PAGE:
Dear MNE people,
I have a question about good practices for preprocessing. I’m using ICA to remove ECG and EOG artifacts, from 10 experimental fif files and 4 resting-state files.
I am wondering whether I need to run and remove ICA components for each fif file, or if I could concatenate them all and do it only once on the concatenated runs (which would save me looots of time! ). Any advices, theoretical/empirical reasons to do one way or the other?
Thanks a lot in advance!
A couple of questions before we can answer:
- How long are each of the runs and at which sampling frequency?
- Are they all measured on the same subject?
- Are they all measured during the same session?
So, yes, all 10 runs come from the same subject, same session. Each run is 6-7min long, with a sampling frequency at 1000 Hz. And I have MEG + EEG data, so 380 channels (each file is ~600 Mo).
For the 4 resting-state runs, they are ~3 min long.
I would put them all in the same head position (if not done already) and run ICA with a big decimation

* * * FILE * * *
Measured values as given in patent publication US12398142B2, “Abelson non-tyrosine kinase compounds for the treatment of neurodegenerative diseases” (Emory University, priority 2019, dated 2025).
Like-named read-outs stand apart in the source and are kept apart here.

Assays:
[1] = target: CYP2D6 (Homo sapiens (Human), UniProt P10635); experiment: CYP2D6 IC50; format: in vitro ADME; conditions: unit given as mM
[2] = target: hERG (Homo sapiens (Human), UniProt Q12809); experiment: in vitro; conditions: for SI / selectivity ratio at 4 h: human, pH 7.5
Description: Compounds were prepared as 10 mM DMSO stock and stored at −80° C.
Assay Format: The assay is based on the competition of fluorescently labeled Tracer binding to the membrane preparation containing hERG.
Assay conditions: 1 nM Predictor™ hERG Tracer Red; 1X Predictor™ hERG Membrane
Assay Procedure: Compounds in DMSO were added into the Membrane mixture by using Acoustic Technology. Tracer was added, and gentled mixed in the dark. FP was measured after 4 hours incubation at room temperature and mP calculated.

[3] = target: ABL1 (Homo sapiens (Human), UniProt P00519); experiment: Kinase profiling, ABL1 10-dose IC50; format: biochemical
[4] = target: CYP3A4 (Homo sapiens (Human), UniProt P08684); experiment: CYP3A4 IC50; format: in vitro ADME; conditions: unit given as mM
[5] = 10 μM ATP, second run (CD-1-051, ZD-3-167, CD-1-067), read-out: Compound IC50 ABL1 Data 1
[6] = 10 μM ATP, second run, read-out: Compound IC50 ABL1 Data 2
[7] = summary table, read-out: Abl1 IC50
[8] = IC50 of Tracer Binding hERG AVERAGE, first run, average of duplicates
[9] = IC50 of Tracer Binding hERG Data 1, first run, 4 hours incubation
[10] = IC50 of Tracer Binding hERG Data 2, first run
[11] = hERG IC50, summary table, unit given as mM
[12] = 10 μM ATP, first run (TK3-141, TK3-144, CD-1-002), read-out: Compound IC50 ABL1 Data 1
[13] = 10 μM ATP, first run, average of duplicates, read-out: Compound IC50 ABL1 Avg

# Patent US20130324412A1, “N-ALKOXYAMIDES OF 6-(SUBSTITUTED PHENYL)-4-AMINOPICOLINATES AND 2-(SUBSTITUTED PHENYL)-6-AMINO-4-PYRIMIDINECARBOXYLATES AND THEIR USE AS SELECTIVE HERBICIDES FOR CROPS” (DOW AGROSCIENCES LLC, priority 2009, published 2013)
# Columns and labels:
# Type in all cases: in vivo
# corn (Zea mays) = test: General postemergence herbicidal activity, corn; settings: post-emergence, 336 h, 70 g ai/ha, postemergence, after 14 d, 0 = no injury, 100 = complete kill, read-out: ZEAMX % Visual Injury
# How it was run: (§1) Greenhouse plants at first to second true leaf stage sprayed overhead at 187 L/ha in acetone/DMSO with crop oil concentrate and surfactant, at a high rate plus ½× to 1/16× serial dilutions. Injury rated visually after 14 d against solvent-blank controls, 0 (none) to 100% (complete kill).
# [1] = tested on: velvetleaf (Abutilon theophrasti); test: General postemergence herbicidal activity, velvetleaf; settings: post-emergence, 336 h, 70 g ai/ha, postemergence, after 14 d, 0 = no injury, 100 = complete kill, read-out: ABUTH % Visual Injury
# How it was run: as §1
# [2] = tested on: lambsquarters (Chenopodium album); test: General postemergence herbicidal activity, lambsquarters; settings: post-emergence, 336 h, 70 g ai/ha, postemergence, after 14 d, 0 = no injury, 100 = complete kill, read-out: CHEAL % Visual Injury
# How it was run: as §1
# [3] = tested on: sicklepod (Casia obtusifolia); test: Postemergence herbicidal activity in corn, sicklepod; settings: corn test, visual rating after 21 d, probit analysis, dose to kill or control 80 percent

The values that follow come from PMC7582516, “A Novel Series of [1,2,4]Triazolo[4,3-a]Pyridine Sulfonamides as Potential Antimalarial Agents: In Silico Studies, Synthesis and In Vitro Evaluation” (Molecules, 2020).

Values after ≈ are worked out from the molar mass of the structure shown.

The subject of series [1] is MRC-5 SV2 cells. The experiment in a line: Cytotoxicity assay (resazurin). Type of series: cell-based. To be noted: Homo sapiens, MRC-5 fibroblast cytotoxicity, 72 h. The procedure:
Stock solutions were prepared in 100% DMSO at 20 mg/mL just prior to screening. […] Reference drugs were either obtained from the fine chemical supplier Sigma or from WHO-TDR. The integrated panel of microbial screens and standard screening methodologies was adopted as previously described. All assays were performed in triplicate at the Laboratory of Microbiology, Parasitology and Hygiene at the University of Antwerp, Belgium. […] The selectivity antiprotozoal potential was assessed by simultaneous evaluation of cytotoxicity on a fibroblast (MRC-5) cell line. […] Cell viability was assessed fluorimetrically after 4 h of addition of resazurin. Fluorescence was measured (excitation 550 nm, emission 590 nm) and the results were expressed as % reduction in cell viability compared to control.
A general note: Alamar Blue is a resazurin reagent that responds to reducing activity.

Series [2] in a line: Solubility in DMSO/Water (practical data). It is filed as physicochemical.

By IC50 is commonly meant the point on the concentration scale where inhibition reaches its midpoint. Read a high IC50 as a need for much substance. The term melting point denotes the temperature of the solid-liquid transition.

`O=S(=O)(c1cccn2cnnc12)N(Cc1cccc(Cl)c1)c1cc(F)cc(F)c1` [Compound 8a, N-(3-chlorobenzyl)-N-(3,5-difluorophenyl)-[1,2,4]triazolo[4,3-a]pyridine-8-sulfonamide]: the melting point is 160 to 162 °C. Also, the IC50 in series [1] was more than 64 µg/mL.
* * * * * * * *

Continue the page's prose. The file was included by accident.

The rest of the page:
on the concatenated raw files
In the BIDS-Pipeline, we preprocess them separately, then concatenate, and create epochs and run ICA on those. This allows us to reject segments (epochs) where we have non-stereotyped artifacts in the data before running ICA. Otherwise, be sure to run
annotate_amplitude() on the raw data to mark such segments as bad.
Great, thanks a lot for your inputs! Concatenating after realigning runs and downsampling works great. Doing ICA on epochs has the drawback of having to re-run artefact removal if you need to re-epoch your data for any reason.